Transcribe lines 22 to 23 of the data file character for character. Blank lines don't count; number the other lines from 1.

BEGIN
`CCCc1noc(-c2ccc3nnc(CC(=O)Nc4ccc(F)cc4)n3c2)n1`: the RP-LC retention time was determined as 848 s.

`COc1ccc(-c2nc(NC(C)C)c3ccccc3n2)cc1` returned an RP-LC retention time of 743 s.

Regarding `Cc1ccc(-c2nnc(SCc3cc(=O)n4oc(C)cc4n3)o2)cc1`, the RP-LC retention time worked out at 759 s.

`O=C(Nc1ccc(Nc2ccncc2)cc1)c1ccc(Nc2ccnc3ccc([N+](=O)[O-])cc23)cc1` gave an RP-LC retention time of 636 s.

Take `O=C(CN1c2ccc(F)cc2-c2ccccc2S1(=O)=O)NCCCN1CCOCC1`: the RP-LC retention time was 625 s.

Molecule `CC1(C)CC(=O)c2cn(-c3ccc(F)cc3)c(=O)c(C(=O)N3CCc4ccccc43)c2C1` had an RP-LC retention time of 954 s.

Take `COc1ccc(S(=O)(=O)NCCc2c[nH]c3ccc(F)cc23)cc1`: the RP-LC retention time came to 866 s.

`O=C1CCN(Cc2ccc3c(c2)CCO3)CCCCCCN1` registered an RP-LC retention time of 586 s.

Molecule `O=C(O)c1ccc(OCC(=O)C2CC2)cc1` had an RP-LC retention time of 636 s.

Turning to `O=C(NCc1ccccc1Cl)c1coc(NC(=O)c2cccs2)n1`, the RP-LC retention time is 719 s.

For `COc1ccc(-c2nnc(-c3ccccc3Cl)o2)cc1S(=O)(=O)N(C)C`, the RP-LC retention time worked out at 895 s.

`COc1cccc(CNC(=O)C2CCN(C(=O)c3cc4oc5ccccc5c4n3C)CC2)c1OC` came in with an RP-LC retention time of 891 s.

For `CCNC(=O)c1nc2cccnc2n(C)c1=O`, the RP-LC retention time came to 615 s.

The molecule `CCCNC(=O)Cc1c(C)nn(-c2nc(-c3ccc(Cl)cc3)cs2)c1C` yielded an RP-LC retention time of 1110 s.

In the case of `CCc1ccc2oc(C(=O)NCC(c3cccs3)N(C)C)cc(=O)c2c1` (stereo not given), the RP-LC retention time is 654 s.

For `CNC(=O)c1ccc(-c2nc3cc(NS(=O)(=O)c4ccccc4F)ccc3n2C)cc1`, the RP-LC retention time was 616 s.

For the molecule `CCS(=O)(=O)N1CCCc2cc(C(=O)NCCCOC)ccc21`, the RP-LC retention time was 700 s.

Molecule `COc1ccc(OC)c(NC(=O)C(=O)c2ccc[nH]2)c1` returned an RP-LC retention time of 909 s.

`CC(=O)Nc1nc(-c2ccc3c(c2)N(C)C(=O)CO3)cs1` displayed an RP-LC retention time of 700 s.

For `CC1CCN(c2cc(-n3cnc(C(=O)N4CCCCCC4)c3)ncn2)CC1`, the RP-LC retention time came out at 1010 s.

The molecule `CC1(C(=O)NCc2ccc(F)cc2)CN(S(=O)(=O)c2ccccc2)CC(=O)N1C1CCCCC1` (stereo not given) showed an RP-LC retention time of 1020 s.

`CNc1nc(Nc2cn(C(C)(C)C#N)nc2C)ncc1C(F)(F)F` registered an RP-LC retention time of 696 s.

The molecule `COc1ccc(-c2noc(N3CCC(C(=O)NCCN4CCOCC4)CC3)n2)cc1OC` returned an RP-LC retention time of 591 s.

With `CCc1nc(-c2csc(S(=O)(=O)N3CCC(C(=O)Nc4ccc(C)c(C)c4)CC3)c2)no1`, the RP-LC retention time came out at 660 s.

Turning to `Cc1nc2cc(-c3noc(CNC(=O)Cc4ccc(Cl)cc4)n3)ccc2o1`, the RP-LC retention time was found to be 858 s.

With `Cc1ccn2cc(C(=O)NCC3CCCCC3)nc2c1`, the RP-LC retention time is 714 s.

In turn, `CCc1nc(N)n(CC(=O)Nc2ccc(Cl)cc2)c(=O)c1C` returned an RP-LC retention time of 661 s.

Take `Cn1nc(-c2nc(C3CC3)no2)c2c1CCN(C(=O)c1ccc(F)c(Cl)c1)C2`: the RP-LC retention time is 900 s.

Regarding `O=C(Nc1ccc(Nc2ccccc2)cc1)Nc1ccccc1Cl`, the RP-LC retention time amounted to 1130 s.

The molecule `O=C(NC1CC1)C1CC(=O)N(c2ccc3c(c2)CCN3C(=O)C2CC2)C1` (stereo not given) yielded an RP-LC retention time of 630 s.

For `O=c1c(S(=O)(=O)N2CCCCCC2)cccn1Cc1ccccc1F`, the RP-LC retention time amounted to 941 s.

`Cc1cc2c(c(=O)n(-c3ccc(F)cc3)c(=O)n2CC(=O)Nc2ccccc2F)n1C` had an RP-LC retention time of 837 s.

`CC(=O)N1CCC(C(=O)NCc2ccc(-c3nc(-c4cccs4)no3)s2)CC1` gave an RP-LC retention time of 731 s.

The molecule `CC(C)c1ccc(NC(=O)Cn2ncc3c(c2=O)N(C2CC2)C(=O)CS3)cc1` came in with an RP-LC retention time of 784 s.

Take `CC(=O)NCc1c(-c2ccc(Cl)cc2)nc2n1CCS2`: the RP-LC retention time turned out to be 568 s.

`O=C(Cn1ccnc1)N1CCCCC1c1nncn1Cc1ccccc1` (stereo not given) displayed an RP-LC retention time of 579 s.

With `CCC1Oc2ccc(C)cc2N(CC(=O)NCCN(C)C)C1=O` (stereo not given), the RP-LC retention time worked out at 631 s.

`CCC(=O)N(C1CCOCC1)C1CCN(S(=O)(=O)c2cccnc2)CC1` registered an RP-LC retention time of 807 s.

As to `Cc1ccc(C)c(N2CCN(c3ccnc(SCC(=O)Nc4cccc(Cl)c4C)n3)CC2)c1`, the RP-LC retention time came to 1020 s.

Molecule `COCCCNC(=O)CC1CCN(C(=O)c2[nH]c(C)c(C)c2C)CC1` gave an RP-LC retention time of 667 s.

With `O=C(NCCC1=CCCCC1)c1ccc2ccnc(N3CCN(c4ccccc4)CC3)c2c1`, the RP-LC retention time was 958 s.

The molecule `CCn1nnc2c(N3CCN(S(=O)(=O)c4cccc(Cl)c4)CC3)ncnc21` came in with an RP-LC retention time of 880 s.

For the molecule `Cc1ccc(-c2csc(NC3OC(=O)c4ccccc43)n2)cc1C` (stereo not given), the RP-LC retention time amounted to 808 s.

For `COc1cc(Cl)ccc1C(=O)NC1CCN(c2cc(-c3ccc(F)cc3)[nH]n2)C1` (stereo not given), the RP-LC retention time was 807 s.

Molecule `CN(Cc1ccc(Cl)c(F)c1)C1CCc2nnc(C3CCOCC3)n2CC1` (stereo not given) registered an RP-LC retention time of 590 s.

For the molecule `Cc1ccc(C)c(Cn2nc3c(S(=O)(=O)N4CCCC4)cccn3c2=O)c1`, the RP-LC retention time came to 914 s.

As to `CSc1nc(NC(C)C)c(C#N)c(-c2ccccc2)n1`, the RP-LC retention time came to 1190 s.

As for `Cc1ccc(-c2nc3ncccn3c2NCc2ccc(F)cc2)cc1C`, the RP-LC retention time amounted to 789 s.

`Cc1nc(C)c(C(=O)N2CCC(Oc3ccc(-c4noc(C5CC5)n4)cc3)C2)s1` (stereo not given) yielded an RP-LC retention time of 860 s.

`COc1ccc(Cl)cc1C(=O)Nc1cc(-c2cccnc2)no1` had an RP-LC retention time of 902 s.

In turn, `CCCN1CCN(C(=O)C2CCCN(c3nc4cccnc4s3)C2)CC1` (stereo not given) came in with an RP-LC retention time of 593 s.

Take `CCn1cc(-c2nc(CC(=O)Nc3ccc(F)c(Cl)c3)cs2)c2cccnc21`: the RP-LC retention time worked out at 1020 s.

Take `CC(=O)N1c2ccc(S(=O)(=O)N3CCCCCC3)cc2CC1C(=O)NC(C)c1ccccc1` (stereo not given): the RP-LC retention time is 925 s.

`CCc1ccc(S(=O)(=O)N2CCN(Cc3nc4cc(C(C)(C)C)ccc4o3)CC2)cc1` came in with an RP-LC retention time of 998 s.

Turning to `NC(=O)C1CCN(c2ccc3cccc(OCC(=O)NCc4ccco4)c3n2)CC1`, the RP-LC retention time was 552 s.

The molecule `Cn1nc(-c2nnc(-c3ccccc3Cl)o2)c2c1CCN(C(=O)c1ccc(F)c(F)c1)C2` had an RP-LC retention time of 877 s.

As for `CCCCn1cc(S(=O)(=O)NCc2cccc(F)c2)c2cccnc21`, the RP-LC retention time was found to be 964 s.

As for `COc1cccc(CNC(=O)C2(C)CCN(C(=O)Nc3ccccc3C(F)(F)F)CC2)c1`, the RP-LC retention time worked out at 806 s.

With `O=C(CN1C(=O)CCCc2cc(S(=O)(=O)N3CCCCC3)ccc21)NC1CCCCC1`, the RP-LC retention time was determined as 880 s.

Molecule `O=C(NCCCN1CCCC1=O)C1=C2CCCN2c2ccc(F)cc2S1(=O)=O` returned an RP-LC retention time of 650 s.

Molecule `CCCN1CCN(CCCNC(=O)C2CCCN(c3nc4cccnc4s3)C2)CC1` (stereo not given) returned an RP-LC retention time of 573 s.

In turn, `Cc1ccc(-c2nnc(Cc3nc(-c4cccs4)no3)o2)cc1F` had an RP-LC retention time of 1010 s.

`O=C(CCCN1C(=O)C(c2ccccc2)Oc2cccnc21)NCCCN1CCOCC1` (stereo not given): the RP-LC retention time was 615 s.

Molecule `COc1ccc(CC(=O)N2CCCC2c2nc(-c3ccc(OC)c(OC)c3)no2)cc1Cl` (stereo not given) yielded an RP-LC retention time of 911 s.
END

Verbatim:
`CNc1nc(Nc2cn(C(C)(C)C#N)nc2C)ncc1C(F)(F)F` registered an RP-LC retention time of 696 s.

The molecule `COc1ccc(-c2noc(N3CCC(C(=O)NCCN4CCOCC4)CC3)n2)cc1OC` returned an RP-LC retention time of 591 s.